Determining Wind Loads in Relation to Building Design and Construction


This article was published in the January 21, 2013 weekly online edition of Property & Liability Resource Bureau’s Test Your Claims Knowledge.

Determining Wind Loads in Relation to Building Design and Construction

With so many different types of storms occurring in the United States every year, what is the appropriate amount of wind load to include in the design of buildings?

Structural load specifications are largely determined by:

  • data accumulated from prior events
  • statistical probability of occurrence
  • interpretation and recommendations by local governments/local jurisdictions

How Design Wind Load is Determined

Wind loads are calculated using two factors:

  • Basic Wind Speed
  • Exposure Category (specific to the location of the structure).

This criterion is based upon the recommendations in The American Society of Civil Engineers Standard 7 (ASCE 7).

Wind Speed

Basic wind speed data is calculated by evaluating the statistical analysis of the region’s climate over a period of 50 years. The highest wind occurrence in that period will then become the established design wind load, with an annual probability of the occurrence of “0.02″.

The basic wind speed for the majority of the United States is 90 miles per hour (mph). Coastal regions have much higher wind speeds due to high winds generated by hurricanes; design wind loads on the east coast range from 100 mph to 190 mph. There are also special wind regions to account for inland areas that have higher wind loads. For example, the Front Range of Colorado sits in a “special wind region” and the predetermined wind loads for building design can vary from 90 miles per hour (mph) to 180 mph.

Exposure Category

Exposure category is based upon ground surface roughness, which is determined from the topography, vegetation, and existing structures. ASCE 7 defines three exposure categories: B, C and D. Exposure B is defined as “urban and suburban areas, wooded areas, or other terrain with numerous, closely spaced obstructions having the size of single-family dwellings or larger”. Exposure C is defined as “open terrain with scattered obstructions having heights less than 30 feet. This category includes flat open country and grasslands”. Exposure D is defined as “flat, unobstructed areas and water surfaces. This category includes smooth mud flats, salt flats, and unbroken ice”.


Exposure B, structures are closely spaced and provide a surface roughness.
(Google Earth map of Old Town Arvada).


Exposure C, flat open areas with scattered obstructions (Google Earth map of west Arvada).


Exposure D, structures located near shorelines or open water. (Google Earth map of Cocoa Beach, Florida).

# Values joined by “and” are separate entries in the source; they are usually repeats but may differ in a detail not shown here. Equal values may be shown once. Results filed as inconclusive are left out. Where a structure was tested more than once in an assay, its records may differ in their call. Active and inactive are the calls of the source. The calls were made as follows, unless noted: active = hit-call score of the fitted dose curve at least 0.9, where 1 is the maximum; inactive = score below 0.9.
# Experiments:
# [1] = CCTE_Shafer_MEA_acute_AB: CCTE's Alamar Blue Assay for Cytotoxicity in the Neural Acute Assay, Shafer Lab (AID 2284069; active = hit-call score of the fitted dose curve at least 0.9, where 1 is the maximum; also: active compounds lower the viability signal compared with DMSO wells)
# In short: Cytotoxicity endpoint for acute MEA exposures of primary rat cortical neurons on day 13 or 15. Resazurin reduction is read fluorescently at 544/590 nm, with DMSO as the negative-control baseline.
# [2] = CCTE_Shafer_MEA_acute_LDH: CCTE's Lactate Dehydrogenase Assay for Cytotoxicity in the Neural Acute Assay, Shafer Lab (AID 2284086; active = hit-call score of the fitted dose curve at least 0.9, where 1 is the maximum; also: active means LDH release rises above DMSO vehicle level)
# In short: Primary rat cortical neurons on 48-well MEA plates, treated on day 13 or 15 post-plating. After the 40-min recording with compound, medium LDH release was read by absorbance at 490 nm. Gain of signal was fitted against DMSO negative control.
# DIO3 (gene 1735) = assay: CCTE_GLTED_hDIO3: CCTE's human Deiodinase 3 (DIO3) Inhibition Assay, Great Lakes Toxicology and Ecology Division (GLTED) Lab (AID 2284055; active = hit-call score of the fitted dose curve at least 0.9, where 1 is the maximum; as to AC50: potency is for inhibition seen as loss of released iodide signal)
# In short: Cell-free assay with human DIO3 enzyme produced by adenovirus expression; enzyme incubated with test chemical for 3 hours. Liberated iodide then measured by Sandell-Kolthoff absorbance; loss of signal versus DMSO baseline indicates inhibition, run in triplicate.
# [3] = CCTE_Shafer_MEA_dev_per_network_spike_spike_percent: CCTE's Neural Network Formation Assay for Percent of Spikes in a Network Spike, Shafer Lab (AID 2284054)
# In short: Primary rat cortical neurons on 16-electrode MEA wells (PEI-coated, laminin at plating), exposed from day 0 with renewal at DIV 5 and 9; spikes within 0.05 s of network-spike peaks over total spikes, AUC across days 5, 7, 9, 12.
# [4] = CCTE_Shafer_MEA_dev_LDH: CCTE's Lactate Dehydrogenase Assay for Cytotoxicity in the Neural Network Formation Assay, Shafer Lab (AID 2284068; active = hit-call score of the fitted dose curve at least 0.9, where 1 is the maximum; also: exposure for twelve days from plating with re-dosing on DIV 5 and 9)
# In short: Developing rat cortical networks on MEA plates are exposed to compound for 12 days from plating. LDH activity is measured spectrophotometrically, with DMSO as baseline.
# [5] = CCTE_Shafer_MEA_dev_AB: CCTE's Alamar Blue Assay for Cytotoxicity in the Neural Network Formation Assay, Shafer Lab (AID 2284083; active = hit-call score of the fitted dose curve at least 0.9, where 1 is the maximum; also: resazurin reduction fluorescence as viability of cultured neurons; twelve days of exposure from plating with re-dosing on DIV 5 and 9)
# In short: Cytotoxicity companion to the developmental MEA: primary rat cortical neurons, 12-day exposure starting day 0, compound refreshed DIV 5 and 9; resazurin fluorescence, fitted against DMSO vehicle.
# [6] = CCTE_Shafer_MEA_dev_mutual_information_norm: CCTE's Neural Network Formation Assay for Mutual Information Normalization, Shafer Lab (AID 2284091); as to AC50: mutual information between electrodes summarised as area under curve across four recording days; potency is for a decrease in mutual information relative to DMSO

“Local jurisdictions, i.e. local building departments, will typically provide statutes for both wind speed and exposure categories for their county. However, some jurisdictions will provide only wind speed and require the building’s designer to assess the exposure category based on the specific location. Many counties will use one exposure category for the entire county, which may include both densely populated areas and open areas. For example, the first three Google Earth maps above are all from Jefferson County, Colorado, which specifies only one wind exposure. The difference in how severe weather impacts a structure that was built with Exposure B guidelines can result in upwards of 50 % more wind load damage compared to Exposure C, thus resulting in a probability of a critical outcome.” – Nicole Ellison, P.E. LEED AP

Prior to 1995 the Florida Building Code, which included the ASCE 7-98, ASCE 7-02 and the ASCE 7-05, included hurricane-prone region sites exposed to open water in Exposure Category C. This was based on the research available at that time. In response to newer research, these regions are now classified at Exposure D.“There are often multiple factors that can lead to a major structural failure including extreme wind or storm events, flaws in design or detailing, and construction defects. Deficiencies in the design and construction are often unnoticed until there is a structural failure. To avoid these shortcomings, designers must assess each site individually to determine the appropriate wind exposure and then design and detail the building components to withstand the expected wind forces. Contractors must be conscientious in supplying building materials that are load tested for high winds as specified by the designer. The construction materials must also be properly installed to withstand high wind loads.” – Nicole Ellison, P.E. LEED AP

Related news